Carolina Panthers

Panthers can't figure Texans out

Carolina's Steve Smith slips past Houston's Von Hutchins, bottom, for a touchdown.
Carolina's Steve Smith slips past Houston's Von Hutchins, bottom, for a touchdown.

CHARLOTTE -- Things have changed. Things appear to be exactly the same.

Saddled by an offense that looked good early but sputtered the majority of the game and a defense that still can't cover across the middle, the Carolina Panthers dropped their home opener, continuing a trend of below-average play at Bank of America Stadium with a dispiriting 34-21 loss to the Houston Texans.

It's far from what they showed last week with a rousing win at St. Louis, but just about everything seemed upside down from a week ago, when they led the division by themselves and everything looked so promising.

"That didn't look like the same team we put on the field last week," fullback Brad Hoover said.

No, but it did look quite a bit like the one that slogged to an 8-8 record last year, and the one that's lost the last four home openers. The Panthers remain better on the road (23-18) than at home (22-19) under John Fox.

They still give up too many big plays. They still don't have a complement to wide receiver Steve Smith. In fact, it looked an awful lot like the end of 2006 here Sunday, but the home fans weren't booing the third-and-long draw calls of former coordinator Dan Henning, or the big plays down the middle yielded by safeties no longer here.

So if the Panthers left last week's win at St. Louis pleased but still unsure of their identity, they might have provided a clue in this one. There are still plenty of holes, and the work they did this offseason doesn't appear to have fixed most of them.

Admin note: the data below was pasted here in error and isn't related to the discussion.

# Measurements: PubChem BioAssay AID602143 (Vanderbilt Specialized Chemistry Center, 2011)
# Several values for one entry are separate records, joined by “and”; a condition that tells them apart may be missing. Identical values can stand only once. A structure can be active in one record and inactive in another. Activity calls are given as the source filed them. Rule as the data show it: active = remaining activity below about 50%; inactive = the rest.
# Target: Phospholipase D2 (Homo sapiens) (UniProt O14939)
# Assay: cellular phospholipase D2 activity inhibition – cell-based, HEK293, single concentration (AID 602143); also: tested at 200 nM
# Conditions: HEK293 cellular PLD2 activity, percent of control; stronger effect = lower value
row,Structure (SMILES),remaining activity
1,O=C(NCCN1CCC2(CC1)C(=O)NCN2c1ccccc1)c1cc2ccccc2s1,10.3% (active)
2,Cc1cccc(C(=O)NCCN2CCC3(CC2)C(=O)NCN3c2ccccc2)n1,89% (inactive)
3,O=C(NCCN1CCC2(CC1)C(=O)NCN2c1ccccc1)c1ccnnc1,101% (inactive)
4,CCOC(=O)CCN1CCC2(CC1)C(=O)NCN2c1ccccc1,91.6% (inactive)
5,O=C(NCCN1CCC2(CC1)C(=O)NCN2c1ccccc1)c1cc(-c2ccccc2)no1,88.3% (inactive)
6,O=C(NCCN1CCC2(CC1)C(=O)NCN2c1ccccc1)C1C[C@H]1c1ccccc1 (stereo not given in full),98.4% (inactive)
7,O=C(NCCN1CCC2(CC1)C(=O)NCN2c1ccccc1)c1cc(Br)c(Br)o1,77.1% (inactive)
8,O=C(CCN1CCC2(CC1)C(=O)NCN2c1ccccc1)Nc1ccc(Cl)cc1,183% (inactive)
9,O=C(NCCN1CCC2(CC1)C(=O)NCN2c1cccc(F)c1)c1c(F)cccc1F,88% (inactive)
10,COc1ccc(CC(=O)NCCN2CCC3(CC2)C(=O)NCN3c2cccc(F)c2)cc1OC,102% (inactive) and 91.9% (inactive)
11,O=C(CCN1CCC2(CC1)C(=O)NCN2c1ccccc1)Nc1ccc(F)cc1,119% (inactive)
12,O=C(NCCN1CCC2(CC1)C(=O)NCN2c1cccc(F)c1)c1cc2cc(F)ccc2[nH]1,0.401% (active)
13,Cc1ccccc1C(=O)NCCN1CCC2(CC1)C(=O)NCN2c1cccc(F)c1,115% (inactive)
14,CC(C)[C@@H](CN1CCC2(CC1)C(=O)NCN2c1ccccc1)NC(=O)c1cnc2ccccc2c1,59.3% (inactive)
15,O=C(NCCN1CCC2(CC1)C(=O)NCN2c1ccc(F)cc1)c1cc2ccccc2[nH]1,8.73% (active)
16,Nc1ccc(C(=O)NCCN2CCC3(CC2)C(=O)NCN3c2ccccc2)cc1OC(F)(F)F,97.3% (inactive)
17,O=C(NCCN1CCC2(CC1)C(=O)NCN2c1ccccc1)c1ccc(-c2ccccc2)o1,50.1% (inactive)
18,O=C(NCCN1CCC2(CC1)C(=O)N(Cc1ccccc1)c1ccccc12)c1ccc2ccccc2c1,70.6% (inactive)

"He said you can't rest on your laurels when you get up 14-0," right tackle Jordan Gross said of Fox's message to the team. "He said he thinks that's what happened.

"Whether it did or not, I don't know, but something happened. You've got to play all 60 minutes in you want to win."

They didn't, and it didn't take long for it to start going wrong.

With two touchdown passes to Steve Smith, the Panthers raced to a 14-0 lead in the first quarter, and appeared to have control even after a short kickoff (Fox said it was on purpose) led to Houston receiver Andre Johnson's first touchdown.

Then what was originally ruled an interception by cornerback Ken Lucas was overturned on a Houston challenge, and the Texans found life.

In fact, the specific moment the game turned was much like last year's home game against Dallas, when Keyshawn Johnson dropped a sure touchdown which would have put them up 21-0, only to watch the Cowboys storm back for a 35-14 win.

Fox was asked if he had ever seen one swing so quickly, and he quickly replied: "Real recently -- Dallas last year."

Four plays later, the Texans tied it on Johnson's second score (when he was mysteriously single-covered by middle linebacker Dan Morgan), and the air started to come out of the Panthers game, their fan base and the offensive swagger they had shown to that point.

The Texans eventually scored 34 unanswered points, leaving the Panthers wondering how and why.

"That momentum thing is serious, it's real," Lucas said. "I don't know what it is about it, but it's hard once you lose it to regain it back. I don't know what it is. It has to be something, some kind of power you can't control. It's like you're trying to execute the plays but things stop working for you.

"We're up 14-0 and things starts going their way. They get all the turnovers. They're making all the plays. It was unacceptable in all three phases how we played today."

Many of their old hobgoblins came back Sunday, as they lost in ways familiar to the home fans.

They didn't run consistently, managing just 66 yards on the ground (just over a third of last week's 186). They turned it over twice, including on a Nick Goings kickoff return which was recovered in the end zone for a 31-14 lead early in the third quarter, a point from which the game was never really in doubt.

"This is a heavyweight fight," elder defensive end Mike Rucker said. "It's 12 rounds and you can't stop until the match is over. We might have knocked them down early, but they came back and knocked us out.

"You've got to get back up, and be able to fight all 12 rounds. They got the best of us."





• Panthers notebook • 6B


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